Tuesday, December 20, 2011

Free SMS on Any Smartphone with Google Voice

Google Voice is not a new service. It has been around for a couple of years providing free call forwarding to thousands of users. The concept is simple. Pick out a new [local] phone number from the website. Provide the phone numbers of all of your phones (Home, Mobile, Work etc). Then when someone calls your GV number, it rings all of your phones until you answer. Voice mail for all lines is handled through one mailbox on GV.

There are many other features that are less used. The following is a scenario where a contractor who travels to areas damaged by storms, needs a local number to provide customers. Many people will trust a "local" contractor before one from out of town.

My favorite feature of GV is free text messaging.  This post is aimed at guiding you through changing your number to your GV number and getting the most conventional SMS experience possible out of your smartphone.

There are many great advantages to using GV.  You eliminate your SMS plan with your carrier that is sometimes marked up by literally 10,000,000%, no really. You virtually get unlimited SMS for free. Another perk is that you may send and receive text messages on the GV website.  You don't need to be anywhere near your phone to LOL to your friends! In fact, your phone could literally explode and you could still send and receive texts on the website. Read messages automatically sync [after a minute or two] between the website and the app. So if you have an entire conversation on the GV website, you won't have hundreds of text notifications on your phone when you pick it up. Disclaimer: these experiences are from me using the GV Android app without any other third party apps like Handcent.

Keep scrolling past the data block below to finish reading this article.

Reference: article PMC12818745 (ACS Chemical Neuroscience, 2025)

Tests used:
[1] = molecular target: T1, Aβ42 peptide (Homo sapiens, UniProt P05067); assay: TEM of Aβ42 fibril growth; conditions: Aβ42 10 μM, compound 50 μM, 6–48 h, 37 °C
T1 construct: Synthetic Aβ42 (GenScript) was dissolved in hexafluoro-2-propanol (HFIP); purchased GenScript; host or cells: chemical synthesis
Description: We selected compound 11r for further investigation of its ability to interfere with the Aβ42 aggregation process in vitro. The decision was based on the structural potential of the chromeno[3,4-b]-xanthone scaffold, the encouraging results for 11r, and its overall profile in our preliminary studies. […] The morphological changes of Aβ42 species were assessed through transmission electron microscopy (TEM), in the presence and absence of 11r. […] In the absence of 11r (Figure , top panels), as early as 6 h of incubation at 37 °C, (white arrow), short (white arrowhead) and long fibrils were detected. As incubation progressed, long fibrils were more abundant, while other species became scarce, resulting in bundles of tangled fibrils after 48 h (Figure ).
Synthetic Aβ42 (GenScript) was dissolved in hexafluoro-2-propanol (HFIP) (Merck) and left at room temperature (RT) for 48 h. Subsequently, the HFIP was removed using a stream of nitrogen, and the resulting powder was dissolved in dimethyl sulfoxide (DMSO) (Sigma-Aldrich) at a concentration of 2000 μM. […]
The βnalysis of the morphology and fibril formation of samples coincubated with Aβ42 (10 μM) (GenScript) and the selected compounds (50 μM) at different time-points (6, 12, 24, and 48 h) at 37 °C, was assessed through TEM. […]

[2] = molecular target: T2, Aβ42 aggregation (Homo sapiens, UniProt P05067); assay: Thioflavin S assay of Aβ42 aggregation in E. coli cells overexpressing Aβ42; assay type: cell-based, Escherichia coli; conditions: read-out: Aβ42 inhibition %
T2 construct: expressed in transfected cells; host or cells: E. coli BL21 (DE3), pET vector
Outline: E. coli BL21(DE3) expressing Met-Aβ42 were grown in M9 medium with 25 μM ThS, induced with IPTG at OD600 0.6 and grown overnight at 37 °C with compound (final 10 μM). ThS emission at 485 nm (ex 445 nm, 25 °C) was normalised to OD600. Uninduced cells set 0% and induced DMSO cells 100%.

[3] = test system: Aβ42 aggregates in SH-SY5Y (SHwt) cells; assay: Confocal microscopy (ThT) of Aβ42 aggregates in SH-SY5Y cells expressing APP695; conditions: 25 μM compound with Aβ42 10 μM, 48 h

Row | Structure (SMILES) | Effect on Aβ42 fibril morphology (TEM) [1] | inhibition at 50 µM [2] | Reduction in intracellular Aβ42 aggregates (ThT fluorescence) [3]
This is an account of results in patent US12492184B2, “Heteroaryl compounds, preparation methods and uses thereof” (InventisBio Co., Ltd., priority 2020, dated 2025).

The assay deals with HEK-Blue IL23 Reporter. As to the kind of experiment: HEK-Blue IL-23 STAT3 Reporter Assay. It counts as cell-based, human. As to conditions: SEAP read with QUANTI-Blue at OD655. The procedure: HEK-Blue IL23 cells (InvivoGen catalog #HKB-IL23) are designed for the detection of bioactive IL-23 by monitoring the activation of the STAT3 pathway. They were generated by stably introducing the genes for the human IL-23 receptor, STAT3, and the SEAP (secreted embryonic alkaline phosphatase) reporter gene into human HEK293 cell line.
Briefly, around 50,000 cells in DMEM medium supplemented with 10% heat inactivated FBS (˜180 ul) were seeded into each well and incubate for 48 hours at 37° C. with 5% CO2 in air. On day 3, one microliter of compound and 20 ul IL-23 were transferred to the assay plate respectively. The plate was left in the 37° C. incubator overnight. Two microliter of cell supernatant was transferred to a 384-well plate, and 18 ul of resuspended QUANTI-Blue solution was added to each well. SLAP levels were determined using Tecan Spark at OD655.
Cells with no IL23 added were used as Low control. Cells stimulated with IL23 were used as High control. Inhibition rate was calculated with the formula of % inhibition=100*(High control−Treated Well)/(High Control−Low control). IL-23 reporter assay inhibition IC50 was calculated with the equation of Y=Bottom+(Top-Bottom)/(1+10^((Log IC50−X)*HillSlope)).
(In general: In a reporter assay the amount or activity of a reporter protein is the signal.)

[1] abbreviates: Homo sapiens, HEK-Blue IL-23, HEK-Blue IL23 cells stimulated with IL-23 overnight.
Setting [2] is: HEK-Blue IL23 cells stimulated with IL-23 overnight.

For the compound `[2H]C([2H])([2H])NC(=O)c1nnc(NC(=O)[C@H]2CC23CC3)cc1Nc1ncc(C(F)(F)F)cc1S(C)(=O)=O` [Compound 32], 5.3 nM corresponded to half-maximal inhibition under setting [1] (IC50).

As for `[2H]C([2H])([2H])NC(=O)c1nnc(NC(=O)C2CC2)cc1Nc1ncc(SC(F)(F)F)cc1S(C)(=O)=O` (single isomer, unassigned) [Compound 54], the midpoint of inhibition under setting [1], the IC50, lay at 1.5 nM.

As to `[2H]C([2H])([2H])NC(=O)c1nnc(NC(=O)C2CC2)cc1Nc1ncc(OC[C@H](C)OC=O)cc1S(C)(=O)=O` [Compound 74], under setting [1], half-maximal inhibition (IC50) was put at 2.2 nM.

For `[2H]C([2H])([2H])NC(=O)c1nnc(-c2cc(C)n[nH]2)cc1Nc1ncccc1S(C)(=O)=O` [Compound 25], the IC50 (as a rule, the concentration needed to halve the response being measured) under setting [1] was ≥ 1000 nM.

However, there are a few caveats to using GV. First, you must "change" your number to your GV number. Sending a mass text broadcasting your new number is more difficult in GV. The smartphone app proves to be time consuming and the online GV interface limits you to about 10 recipients at a time. I used Mass Text Personalizer because it is compatible with Android 4.0 and also supports GV. (On 4.0 be patient. It will force close but just keep clicking 'wait' and leave it alone)

Your phone must have the Google Voice app installed. This is available on Android and iOS, maybe more platforms. Make sure this app installs on your phone without any problems. You will not be able to do anything with the app until you set up your GV account on the web interface.

The last forewarning is GV does not [at this time] support picture or video messaging (MMS). I for one, do not send many pictures or videos over MMS. There are plenty of services out there (see facebook, imgur, picasa, google+, twitpic, etc) that provide an accessible picture viewing experience on a smartphone. This was a non issue for me.